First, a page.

In that case, there is no need for a fur­ther $c_{n+2}\xi^{n+2}$ term, the power se­ries will re­main a poly­no­mial of de­gree $n$. But note that all this re­quires the scaled en­ergy $\epsilon$ to equal $2n+1$, and the ac­tual en­ergy $E_x$ is there­fore $(2n+1)\hbar\omega$$\raisebox{.5pt}{$/$}$​2. Dif­fer­ent choices for the power at which the se­ries ter­mi­nates pro­duce dif­fer­ent en­er­gies and cor­re­spond­ing eigen­func­tions. But they are dis­crete, since $n$, as any power $p$, must be a non­neg­a­tive in­te­ger.

With $\epsilon$ iden­ti­fied as $2n+1$, you can find the ODE for $h$ listed in ta­ble books, like [40, 29.1], un­der the name Her­mite's dif­fer­en­tial equa­tion. They then iden­tify the poly­no­mial so­lu­tions as the so-called “Her­mite poly­no­mi­als,” ex­cept for a nor­mal­iza­tion fac­tor. To find the nor­mal­iza­tion fac­tor, i.e. $c_0$ or $c_1$, de­mand that the to­tal prob­a­bil­ity of find­ing the par­ti­cle any­where is one, $\int_{-\infty}^\infty \vert\psi_x\vert^2{\,\rm d}{x}$ $\vphantom0\raisebox{1.5pt}{$=$}$ 1. You should be able to find the value for the ap­pro­pri­ate in­te­gral in your ta­ble book, like [40, 29.15].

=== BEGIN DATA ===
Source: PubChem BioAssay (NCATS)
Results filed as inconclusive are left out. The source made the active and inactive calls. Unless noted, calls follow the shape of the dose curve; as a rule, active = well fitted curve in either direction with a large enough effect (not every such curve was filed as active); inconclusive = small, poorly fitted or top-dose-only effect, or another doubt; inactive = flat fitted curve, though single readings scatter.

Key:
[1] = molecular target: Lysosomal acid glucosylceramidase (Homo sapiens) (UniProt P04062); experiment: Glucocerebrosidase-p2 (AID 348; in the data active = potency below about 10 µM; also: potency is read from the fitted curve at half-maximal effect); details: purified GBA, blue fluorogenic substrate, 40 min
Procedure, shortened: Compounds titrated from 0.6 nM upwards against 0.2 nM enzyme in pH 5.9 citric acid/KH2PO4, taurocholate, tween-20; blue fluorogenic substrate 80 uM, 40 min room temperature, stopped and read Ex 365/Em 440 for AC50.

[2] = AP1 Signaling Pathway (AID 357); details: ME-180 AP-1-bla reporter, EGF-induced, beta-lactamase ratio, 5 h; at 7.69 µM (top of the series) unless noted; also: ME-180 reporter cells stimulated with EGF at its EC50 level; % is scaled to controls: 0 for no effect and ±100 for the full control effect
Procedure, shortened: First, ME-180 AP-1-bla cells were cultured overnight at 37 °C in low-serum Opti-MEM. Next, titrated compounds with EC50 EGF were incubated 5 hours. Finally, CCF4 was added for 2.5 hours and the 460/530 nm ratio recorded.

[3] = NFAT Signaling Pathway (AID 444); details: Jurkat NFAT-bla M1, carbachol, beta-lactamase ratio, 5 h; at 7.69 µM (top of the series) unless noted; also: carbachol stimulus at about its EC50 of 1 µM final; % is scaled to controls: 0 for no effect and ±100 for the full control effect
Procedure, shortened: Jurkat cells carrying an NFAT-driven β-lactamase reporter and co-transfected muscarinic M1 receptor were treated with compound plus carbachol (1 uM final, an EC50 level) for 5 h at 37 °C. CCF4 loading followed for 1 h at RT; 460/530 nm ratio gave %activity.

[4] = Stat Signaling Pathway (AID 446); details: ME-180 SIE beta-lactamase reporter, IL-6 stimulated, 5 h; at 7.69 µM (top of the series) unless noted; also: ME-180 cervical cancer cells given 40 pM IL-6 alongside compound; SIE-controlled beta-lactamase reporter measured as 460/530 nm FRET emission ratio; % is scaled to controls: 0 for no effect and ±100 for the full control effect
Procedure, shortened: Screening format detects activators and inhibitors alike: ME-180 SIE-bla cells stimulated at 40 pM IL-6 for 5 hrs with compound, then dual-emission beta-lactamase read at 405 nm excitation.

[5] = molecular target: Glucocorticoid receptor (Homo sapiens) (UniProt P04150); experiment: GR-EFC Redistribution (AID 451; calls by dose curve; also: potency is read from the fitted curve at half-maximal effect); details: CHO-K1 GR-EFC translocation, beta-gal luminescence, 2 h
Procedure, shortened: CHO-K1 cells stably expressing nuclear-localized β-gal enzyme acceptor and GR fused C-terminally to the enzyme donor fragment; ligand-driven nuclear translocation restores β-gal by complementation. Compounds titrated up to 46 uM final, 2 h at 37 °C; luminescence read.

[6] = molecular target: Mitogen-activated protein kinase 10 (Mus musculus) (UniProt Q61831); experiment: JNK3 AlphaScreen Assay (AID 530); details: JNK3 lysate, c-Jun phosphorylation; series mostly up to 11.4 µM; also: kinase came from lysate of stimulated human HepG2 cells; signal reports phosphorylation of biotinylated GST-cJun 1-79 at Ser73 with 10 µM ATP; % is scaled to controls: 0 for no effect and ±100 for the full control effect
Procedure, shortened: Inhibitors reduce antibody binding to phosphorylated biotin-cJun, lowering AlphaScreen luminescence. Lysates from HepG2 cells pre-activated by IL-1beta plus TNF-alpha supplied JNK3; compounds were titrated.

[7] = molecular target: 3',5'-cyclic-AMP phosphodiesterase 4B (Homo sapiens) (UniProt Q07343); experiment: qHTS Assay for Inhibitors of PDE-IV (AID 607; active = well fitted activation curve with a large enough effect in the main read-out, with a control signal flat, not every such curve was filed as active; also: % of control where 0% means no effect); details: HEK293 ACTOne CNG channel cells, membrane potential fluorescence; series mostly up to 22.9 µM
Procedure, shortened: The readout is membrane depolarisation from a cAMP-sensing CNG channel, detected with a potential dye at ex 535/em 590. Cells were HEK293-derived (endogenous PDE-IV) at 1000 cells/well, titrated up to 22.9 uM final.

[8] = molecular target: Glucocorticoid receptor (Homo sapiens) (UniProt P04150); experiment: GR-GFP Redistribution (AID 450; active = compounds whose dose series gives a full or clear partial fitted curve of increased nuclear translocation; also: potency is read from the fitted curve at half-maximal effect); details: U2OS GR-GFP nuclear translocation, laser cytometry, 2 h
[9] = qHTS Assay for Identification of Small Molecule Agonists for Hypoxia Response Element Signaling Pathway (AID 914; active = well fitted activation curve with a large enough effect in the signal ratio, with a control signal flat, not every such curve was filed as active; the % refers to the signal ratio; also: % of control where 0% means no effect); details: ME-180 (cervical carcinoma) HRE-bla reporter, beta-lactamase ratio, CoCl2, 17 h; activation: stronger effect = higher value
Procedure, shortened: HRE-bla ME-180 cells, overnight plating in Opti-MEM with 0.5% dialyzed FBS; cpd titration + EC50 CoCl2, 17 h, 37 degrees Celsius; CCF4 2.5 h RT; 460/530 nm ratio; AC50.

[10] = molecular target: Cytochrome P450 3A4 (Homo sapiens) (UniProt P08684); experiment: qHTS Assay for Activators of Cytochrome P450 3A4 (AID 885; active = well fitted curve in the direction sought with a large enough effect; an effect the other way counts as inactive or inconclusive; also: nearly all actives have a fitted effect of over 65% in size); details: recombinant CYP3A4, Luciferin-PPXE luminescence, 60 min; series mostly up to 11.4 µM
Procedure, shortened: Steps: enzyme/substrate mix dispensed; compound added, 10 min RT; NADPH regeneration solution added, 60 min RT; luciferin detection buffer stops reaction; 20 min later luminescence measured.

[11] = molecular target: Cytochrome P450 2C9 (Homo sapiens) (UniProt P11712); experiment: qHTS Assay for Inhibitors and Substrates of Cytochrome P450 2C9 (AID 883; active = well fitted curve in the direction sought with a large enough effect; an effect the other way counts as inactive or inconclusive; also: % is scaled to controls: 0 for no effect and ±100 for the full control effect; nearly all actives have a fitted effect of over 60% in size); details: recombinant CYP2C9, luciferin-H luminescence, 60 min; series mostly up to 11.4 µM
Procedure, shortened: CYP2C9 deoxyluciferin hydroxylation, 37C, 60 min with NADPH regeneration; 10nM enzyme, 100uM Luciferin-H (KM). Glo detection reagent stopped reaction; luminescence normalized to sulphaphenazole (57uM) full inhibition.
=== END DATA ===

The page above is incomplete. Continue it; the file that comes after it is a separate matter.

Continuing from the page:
Putting it all to­gether, the generic ex­pres­sion for the eigen­func­tions can be found to be:

\begin{displaymath}
h_n = {\displaystyle\frac{1}{\left(\pi\ell^2\right)^{1/4}}}...
...{\sqrt{2^n n!}}}
\,e^{-\xi^2/2} \qquad n=0,1,2,3,4,5,\ldots %
\end{displaymath} (D.4)

where the de­tails of the Her­mite poly­no­mi­als $H_n$ can be found in ta­ble books like [40, pp. 167-168]. They are read­ily eval­u­ated on a com­puter us­ing the “re­cur­rence re­la­tion” you can find there, for as far as com­puter round-off er­ror al­lows (up to $n$ about 70.)

Quan­tum field the­ory al­lows a much neater way to find the eigen­func­tions. It is ex­plained in ad­den­dum {A.15.5} or equiv­a­lently in {D.64}.